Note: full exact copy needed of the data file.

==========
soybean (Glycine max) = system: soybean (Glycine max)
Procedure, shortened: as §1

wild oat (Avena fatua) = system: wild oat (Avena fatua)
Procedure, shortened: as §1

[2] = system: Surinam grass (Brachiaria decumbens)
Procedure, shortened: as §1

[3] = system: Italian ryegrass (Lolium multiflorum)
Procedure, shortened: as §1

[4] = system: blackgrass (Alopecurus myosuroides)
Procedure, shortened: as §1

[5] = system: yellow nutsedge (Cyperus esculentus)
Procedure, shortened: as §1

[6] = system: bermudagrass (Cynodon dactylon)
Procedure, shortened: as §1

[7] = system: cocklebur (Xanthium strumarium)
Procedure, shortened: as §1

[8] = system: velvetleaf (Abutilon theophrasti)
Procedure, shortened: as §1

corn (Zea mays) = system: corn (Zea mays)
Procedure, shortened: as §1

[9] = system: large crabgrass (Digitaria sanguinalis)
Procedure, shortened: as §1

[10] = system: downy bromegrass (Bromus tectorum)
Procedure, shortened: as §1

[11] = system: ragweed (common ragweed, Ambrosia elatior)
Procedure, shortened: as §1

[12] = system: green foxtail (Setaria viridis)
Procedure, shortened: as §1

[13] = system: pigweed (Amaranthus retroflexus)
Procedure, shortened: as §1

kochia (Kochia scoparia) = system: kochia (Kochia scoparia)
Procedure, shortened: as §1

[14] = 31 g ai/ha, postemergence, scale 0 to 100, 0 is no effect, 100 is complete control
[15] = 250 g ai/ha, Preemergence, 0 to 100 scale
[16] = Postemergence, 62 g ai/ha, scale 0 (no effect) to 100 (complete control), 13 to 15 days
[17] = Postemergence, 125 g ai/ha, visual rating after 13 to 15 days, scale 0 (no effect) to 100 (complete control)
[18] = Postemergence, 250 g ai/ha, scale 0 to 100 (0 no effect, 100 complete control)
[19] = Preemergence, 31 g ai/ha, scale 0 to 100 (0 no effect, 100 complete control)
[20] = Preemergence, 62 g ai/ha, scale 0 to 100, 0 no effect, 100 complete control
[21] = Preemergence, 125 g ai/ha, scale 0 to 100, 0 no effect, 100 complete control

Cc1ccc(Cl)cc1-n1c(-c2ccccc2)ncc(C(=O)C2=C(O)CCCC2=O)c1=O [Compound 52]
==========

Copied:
soybean (Glycine max) = system: soybean (Glycine max)
Procedure, shortened: as §1

wild oat (Avena fatua) = system: wild oat (Avena fatua)
Procedure, shortened: as §1

[2] = system: Surinam grass (Brachiaria decumbens)
Procedure, shortened: as §1

[3] = system: Italian ryegrass (Lolium multiflorum)
Procedure, shortened: as §1

[4] = system: blackgrass (Alopecurus myosuroides)
Procedure, shortened: as §1

[5] = system: yellow nutsedge (Cyperus esculentus)
Procedure, shortened: as §1

[6] = system: bermudagrass (Cynodon dactylon)
Procedure, shortened: as §1

[7] = system: cocklebur (Xanthium strumarium)
Procedure, shortened: as §1

[8] = system: velvetleaf (Abutilon theophrasti)
Procedure, shortened: as §1

corn (Zea mays) = system: corn (Zea mays)
Procedure, shortened: as §1

[9] = system: large crabgrass (Digitaria sanguinalis)
Procedure, shortened: as §1

[10] = system: downy bromegrass (Bromus tectorum)
Procedure, shortened: as §1

[11] = system: ragweed (common ragweed, Ambrosia elatior)
Procedure, shortened: as §1

[12] = system: green foxtail (Setaria viridis)
Procedure, shortened: as §1

[13] = system: pigweed (Amaranthus retroflexus)
Procedure, shortened: as §1

kochia (Kochia scoparia) = system: kochia (Kochia scoparia)
Procedure, shortened: as §1

[14] = 31 g ai/ha, postemergence, scale 0 to 100, 0 is no effect, 100 is complete control
[15] = 250 g ai/ha, Preemergence, 0 to 100 scale
[16] = Postemergence, 62 g ai/ha, scale 0 (no effect) to 100 (complete control), 13 to 15 days
[17] = Postemergence, 125 g ai/ha, visual rating after 13 to 15 days, scale 0 (no effect) to 100 (complete control)
[18] = Postemergence, 250 g ai/ha, scale 0 to 100 (0 no effect, 100 complete control)
[19] = Preemergence, 31 g ai/ha, scale 0 to 100 (0 no effect, 100 complete control)
[20] = Preemergence, 62 g ai/ha, scale 0 to 100, 0 no effect, 100 complete control
[21] = Preemergence, 125 g ai/ha, scale 0 to 100, 0 no effect, 100 complete control

Cc1ccc(Cl)cc1-n1c(-c2ccccc2)ncc(C(=O)C2=C(O)CCCC2=O)c1=O [Compound 52]